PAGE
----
KHARTUM — A record 15 million people in Sudan — a third of the population — are currently facing acute food insecurity, according to the Comprehensive Food Security and Vulnerability Assessment (CFSVA) published by the United Nations World Food Program (WFP).
“A combination of the effects of conflict, climate shocks, economic and political crises, rising costs and crop failures are further exacerbating hunger and poverty for millions of people,” said Eddie Rowe, WFP Representative and Country Director for Sudan.
“However, the level of funding does not meet humanitarian needs, and we must act now to avoid an increase in hunger and save the lives of those already affected.”
An already worrisome food security situation is assessed as likely to worsen during the lean season in Sudan, which began this month and will last until September. By then, up to 40% of the population, or about 18 million people, could be food insecure, as WFP and the Food and Agriculture Organization of the United Nations (FAO) warned earlier this year.
“In the 2021/2022 crop year, Sudan was able to produce 5.1 million tons of cereals, enough to meet the needs of less than two-thirds of the population. services, the number of people suffering from food insecurity could rise sharply to unprecedented levels and eventually lead to new conflicts and displacement,” said Babagana Ahmadu, FAO Representative in Sudan.
The cumulative impact of the economic and political crisis, conflict and displacement, climate shocks including droughts and floods, and poor harvests in the past agricultural season are among the main factors in food insecurity in Sudan. The situation is aggravated by the conflict in Ukraine, which is leading to a further increase in food and fuel prices in Sudan, which depends on food imports, with more than half of the country’s wheat imports coming from the Black Sea region.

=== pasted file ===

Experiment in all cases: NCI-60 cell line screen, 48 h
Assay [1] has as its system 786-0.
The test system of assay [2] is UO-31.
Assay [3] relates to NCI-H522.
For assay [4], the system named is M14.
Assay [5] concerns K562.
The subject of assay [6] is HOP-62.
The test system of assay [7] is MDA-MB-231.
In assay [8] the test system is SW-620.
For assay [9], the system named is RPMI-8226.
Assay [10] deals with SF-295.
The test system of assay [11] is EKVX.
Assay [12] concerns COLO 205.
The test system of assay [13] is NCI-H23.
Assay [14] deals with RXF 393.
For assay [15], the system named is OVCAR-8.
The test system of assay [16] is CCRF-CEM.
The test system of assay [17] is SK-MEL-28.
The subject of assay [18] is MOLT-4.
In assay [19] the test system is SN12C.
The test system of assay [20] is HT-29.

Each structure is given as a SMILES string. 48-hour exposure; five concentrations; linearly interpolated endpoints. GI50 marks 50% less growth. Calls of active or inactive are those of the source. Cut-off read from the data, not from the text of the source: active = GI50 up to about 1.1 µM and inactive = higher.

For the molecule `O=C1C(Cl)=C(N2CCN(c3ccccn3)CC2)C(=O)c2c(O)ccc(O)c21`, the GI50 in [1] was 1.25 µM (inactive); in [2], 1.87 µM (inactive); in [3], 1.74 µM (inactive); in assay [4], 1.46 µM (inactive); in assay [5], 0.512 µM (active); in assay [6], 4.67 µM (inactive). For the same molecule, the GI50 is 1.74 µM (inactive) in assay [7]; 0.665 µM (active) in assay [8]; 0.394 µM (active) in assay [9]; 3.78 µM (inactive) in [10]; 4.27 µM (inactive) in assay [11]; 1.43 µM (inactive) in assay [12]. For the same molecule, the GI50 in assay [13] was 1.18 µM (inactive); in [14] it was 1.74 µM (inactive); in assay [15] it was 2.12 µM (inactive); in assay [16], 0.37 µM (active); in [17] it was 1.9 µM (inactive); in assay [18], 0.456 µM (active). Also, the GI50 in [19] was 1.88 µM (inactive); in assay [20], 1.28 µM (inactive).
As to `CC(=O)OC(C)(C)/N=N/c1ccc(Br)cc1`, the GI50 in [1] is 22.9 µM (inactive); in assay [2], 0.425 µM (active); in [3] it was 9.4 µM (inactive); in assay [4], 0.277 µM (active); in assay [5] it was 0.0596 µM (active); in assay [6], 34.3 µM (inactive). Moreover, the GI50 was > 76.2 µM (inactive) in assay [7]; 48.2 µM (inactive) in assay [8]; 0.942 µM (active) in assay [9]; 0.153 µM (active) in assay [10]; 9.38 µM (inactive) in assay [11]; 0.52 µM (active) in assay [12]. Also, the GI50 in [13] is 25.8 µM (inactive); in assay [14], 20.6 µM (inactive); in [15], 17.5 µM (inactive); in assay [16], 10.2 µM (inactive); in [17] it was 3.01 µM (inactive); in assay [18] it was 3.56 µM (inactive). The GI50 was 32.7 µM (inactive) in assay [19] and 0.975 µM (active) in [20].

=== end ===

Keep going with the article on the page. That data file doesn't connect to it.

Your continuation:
The CFSVA also shows that food insecurity exists in all 18 states of Sudan and has worsened in 16 states. The ten most affected communities are in Darfur, which has been affected by nearly two decades of protracted conflict and displacement.
The worst affected locality is Kereneik, West Darfur, where clashes resumed in late April, killing at least 179 people and displacing some 125,000 from their homes. The CFSVA analysis shows that up to 90 percent of the Kereneik population is food insecure.
An earlier assessment of agricultural production by WFP and FAO, published in March last year, showed that crop failures in many parts of Sudan had a negative impact on food availability and livelihood opportunities. Building on this, the recently released Comprehensive Food Security Assessment confirms the deteriorating food security situation in Sudan.
To cope with the surge in food insecurity, the Food and Agriculture Organization of the United Nations (FAO) and the United Nations World Food Program (WFP) are calling for urgent action, including increased funding, to save lives and avert a looming hunger crisis in Sudan.
The Comprehensive Food Security and Vulnerability Assessment is available here.
Video available here.
Photos available here.
**Comprehensive Food Security and Vulnerability Assessment (CFSVA) **is a food security assessment led by the United Nations World Food Program (WFP). The assessment establishes the food insecurity situation of the resident population, assesses risk factors contributing to food insecurity, and highlights vulnerable geographic areas. This vulnerability information enables well-informed decision-making processes for WFP programming and target setting, and provides data to scale up future assistance programs.
United Nations World Food Program is the recipient of the 2020 Nobel Peace Prize. We are the world’s largest humanitarian organization saving lives in emergencies and using food aid to pave the way for peace, stability and prosperity for people recovering from conflict, natural disasters and the effects of climate change.
**Food and Agriculture Organization (FAO)** is a specialized agency of the United Nations that works in a variety of ways to ensure food security for all so that people have regular access to enough high-quality food to lead an active and healthy life. . This includes working through the crisis from day one to address acute levels of food insecurity, supporting rural communities dependent on agriculture and pastoralists so they can continue to produce food, earn income and maintain their livelihoods.
CONTACTS Amani Hag Al Bashir, FAO/Sudan, mob. +249 91 273 9255 [email protected]
Abdulaziz Abdulmomin, WFP/Khartoum, mob. +249 91 216 7055, [email protected]
Leni Kinsley, WFP/Khartoum, mob. +249 91 277 1269, [email protected]
Alessandro Abbonisio, WFP/Nairobi, mob. +254 723 001 639, [email protected]